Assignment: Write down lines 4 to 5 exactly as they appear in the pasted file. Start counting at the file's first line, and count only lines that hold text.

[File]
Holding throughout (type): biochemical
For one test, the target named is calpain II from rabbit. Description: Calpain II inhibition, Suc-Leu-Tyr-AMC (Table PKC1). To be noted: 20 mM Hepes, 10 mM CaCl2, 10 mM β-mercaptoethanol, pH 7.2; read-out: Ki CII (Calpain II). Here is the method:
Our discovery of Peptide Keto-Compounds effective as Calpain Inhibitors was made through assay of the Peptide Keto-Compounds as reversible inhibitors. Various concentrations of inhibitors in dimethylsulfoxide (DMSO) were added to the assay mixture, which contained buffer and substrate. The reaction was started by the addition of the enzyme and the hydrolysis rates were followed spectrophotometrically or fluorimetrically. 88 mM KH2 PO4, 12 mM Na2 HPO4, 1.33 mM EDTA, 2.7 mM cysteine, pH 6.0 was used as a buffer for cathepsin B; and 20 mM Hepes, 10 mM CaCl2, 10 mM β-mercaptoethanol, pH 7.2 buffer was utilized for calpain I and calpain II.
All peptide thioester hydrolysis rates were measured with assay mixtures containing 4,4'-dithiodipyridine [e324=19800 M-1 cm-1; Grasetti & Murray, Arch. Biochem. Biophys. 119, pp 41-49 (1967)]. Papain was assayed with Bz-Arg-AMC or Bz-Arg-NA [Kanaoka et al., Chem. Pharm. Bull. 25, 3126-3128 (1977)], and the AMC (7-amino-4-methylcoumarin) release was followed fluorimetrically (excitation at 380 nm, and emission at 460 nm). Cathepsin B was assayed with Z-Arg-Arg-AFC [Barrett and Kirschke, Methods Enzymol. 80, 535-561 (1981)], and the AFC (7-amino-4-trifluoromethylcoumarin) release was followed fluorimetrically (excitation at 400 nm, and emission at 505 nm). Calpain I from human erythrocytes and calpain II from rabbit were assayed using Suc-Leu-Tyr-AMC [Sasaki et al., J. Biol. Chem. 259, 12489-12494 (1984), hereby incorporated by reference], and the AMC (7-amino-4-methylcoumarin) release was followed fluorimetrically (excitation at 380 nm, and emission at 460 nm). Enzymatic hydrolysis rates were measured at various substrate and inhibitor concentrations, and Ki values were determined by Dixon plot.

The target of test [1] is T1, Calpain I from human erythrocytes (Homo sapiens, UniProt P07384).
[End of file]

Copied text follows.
All peptide thioester hydrolysis rates were measured with assay mixtures containing 4,4'-dithiodipyridine [e324=19800 M-1 cm-1; Grasetti & Murray, Arch. Biochem. Biophys. 119, pp 41-49 (1967)]. Papain was assayed with Bz-Arg-AMC or Bz-Arg-NA [Kanaoka et al., Chem. Pharm. Bull. 25, 3126-3128 (1977)], and the AMC (7-amino-4-methylcoumarin) release was followed fluorimetrically (excitation at 380 nm, and emission at 460 nm). Cathepsin B was assayed with Z-Arg-Arg-AFC [Barrett and Kirschke, Methods Enzymol. 80, 535-561 (1981)], and the AFC (7-amino-4-trifluoromethylcoumarin) release was followed fluorimetrically (excitation at 400 nm, and emission at 505 nm). Calpain I from human erythrocytes and calpain II from rabbit were assayed using Suc-Leu-Tyr-AMC [Sasaki et al., J. Biol. Chem. 259, 12489-12494 (1984), hereby incorporated by reference], and the AMC (7-amino-4-methylcoumarin) release was followed fluorimetrically (excitation at 380 nm, and emission at 460 nm). Enzymatic hydrolysis rates were measured at various substrate and inhibitor concentrations, and Ki values were determined by Dixon plot.

The target of test [1] is T1, Calpain I from human erythrocytes (Homo sapiens, UniProt P07384).